It's vital to understand the current geopolitical consequences, warns CIO
While the current global situation is challenging, advisors should be mindful of the new geopolitical environment shaping up and its future impact, one chief investment officer warned.
“The European region is more exposed to the direct economic impact from the war, given the reliance on energy from Russia,” Raman Srivastava, Great-West Lifeco’s Global Chief Investment Officer told a Canada Life webinar that Wealth Professional attended.
“We’ve seen the data that food inflation is beginning to spike, which has an impact on some of the most vulnerable people in the globe, particularly those in parts of the emerging markets. So, there’s more of an impact in Europe and parts of the emerging markets, but I think it is more muted in North America. The conflict in Ukraine doesn’t have as much direct impact on our economic growth.
“But, I think it’s important to reflect on the potential geopolitical consequences and what they mean in terms of risks going forward. It feels like we’re entering into a new cold war between the U.S. and maybe the west and Russia. The Russian economy is not as large as it was in the ‘80s, so it’s less of a direct macro risk. But, I think a key question is what the other countries do in it. Could this become something a bit larger than just a Russia-US or Russia-west conflict if this war is prolonged? I think the one to watch here is China. And, if this war, which is now confined to a small region, expands into a cold war, or, as Joe Biden has mentioned, a war between democracy and autocracy, that’s something much different and could have a lot more impact in terms of inflationary impacts.”
Srivastava noted the International Monetary Fund had recently downgraded its growth forecast for the global economy based on the conflict. That’s raised the question of stagflation.
That situation builds on the fact that interest rates and inflation are a bigger concern than a year ago, when the central banks thought inflation was transitory.
“Now, central banks find themselves behind the curve, trying to crush that genie back into the lamp,” he said, noting that’s raising the question of how many interest rate hikes there can be.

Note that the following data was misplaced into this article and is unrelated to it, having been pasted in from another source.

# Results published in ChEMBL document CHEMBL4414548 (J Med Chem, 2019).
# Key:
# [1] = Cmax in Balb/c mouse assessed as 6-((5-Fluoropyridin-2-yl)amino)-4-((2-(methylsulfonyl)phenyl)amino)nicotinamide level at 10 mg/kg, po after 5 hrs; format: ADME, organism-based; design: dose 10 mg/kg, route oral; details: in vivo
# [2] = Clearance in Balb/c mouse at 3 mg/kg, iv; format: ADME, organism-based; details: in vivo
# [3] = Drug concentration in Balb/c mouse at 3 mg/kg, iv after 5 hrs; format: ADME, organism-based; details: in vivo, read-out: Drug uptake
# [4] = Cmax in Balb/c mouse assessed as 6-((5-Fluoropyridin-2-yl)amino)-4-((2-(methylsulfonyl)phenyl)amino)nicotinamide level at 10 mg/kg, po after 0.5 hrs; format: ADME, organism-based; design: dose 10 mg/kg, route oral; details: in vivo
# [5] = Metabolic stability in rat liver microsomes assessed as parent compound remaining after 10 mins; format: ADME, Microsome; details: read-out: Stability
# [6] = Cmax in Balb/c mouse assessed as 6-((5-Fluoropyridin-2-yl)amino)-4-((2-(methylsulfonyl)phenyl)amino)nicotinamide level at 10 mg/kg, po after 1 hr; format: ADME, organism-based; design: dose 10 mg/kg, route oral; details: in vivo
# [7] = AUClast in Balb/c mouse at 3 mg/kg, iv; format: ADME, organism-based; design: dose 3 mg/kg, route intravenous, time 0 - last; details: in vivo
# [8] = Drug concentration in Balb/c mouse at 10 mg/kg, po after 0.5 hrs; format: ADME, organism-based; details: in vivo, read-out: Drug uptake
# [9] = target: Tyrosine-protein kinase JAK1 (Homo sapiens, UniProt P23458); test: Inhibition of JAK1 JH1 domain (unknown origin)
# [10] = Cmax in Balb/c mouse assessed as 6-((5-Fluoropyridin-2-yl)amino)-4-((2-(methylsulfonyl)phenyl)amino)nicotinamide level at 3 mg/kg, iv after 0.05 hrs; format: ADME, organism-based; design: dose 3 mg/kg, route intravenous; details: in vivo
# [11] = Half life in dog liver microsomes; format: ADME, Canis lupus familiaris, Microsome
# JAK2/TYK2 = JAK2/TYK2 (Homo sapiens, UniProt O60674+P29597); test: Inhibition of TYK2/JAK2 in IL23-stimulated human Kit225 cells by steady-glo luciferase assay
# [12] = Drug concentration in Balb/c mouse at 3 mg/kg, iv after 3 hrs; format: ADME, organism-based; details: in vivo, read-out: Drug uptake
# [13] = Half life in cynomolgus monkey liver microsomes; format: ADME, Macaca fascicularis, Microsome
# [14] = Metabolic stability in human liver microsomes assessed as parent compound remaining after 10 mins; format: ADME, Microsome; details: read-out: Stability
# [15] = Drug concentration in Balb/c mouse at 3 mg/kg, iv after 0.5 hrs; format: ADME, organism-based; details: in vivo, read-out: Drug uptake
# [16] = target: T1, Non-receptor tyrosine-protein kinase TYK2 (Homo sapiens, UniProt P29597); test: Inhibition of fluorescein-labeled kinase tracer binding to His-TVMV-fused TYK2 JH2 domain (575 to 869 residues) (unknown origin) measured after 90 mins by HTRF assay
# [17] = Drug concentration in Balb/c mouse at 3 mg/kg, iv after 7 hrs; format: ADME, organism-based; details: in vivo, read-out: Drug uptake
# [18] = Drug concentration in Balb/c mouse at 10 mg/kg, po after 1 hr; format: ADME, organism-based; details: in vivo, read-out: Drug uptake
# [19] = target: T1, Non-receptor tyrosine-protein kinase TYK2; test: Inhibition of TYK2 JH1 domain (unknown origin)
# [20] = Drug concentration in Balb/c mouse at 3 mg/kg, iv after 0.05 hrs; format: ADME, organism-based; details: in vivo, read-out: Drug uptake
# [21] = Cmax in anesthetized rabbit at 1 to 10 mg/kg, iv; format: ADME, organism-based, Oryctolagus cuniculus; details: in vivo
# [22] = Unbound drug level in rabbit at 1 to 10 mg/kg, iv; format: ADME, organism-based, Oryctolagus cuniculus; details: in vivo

Srivastava attributed inflation more to goods – food, gas, housing, automobile – than services, so expects it will subside as supply chain bottlenecks are alleviated. Some of the post lockdown pent-up demand will also ease. So, markets are expecting interest rates to be about 3% for the foreseeable future, but he thinks there’s some risk to that since baby boomers are retiring and spending their savings, primarily in health care. China is beginning to increase wages, and COVID has also shortened supply chains – and all of those factors are inflationary.
“To me, the risk is, if you look over the medium term, the central banks may think they’ve declared victory on inflation. But, really, that 3% is too low a number. If you remember, interest rates were 6% back in the early 2000s,” he said. “So, really the challenge that central banks have been navigating is that it’s a really difficult line to draw between not hiking rates too much, but then not being too slow, either. This risk of stagflation is already a big one in the market, and it has the potential to become even a bigger problem with his war.”
But, given that household balance sheets are fairly strong and there’s still a lot of government spending, Srivastava said he thinks there’s only a one in three chance of a recession developing.
“If you get wage pressures, you get service inflation before the Fed and other central banks have to hike again. So, I think, if you have a longer timeframe, say 24 months, the odds of a recession go up,” he said. "Then, in the next two or three years, we’re going to find ourselves in a much lower growth environment.”